Field Project Manager- Santa Rosa Primate Project

We are seeking a Project Manager for the Santa Rosa Primate Field Project, a long-term collaboration examining the demographics, behavior, genetics, endocrinology, feeding ecology, and conservation of white-faced capuchins at Sector Santa Rosa, Área de Conservación Guanacaste in Costa Rica. The project manager is a 12-month commitment and we are ideally seeking someone to start April 1, 2018. The white-faced capuchins (Cebus capucinus imitator) of Santa Rosa have been studied continuously for over 30 years and we regularly study ~100 monkeys in five habituated study groups. The project directors (PIs) are faculty at the University of Calgary (Dr. Linda Fedigan and Dr. Amanda Melin) and Tulane University (Dr. Katharine Jack); students and postdocs from these institutions carry out both short and long-term projects at the site.

To read more about the long-term project, please see:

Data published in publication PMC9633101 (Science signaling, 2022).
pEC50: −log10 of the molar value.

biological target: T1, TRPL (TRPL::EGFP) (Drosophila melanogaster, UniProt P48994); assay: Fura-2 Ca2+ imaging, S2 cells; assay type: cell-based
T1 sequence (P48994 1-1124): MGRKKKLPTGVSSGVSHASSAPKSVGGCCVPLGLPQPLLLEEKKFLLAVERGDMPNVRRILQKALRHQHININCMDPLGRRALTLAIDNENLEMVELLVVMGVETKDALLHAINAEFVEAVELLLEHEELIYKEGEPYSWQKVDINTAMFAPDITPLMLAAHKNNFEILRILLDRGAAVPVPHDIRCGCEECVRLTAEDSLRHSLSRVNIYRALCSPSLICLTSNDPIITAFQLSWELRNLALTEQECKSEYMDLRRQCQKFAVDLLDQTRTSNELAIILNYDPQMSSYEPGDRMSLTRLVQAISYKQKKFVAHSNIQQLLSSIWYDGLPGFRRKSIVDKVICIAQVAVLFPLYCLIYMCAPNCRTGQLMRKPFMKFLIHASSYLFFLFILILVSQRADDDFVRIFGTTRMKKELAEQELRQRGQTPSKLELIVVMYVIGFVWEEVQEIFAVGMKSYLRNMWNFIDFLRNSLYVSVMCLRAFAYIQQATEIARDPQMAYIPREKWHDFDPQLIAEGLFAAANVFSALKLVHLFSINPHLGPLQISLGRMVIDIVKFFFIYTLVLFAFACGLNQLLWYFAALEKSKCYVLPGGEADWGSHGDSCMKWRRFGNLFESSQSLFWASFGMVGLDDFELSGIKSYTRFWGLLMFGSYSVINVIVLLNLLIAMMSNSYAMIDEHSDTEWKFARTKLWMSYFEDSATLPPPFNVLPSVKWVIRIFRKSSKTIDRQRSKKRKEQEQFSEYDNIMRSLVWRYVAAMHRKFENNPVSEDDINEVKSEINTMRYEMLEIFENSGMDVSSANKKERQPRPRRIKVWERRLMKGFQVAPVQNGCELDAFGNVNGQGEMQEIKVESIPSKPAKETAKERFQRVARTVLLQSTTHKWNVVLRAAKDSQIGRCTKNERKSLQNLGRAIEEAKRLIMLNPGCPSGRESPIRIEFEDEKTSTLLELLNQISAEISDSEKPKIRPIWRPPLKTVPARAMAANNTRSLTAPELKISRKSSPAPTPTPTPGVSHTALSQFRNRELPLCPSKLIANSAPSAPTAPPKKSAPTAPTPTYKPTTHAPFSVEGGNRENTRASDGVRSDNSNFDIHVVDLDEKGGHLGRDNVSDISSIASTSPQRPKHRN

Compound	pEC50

Fedigan LM, Jack KM. 2012. Tracking Neotropical monkeys in Santa Rosa: Lessons from a Regenerating Costa Rican Dry Forest. In: Kappeler PM, Watts DP, editors. Long-term field studies of primates. p 21-45.

An ability to get along with many different types of people is integral to the success of the Project Manager. The Project Manager will be responsible for locating monkey groups based on known ranging territory, following monkey groups, and collecting behavioral, biological, ecological, and ranging data. He/She will be responsible for learning and recognizing all individual group members and learning and using the proper data collection protocols, including biological sample collection and processing techniques. Days in the field most often involve intense hiking in a hot and humid climate, often getting up before dawn or coming back to the field station after dusk. There are snakes and other wildlife that you must be able to cope with and hopefully enjoy. All researchers and assistants wear snake guards in the forest to prevent snake bites, though in the more than 30-year history of the project no one has been bitten. Wasps, bees, large spiders, scorpions, chiggers, and ticks are all common and non-lethal, but stings and bites will happen. Though medical care is available ~60 minutes by car from the entrance to the field site, researchers are often multiple hours from the nearest roadway, and will not have immediate access to a vehicle. For this reason, applicants who have a history of anaphylactic allergies to wasps/bees must haveundergone treatment (e.g. immunotherapy), and allergies must be at a manageable level.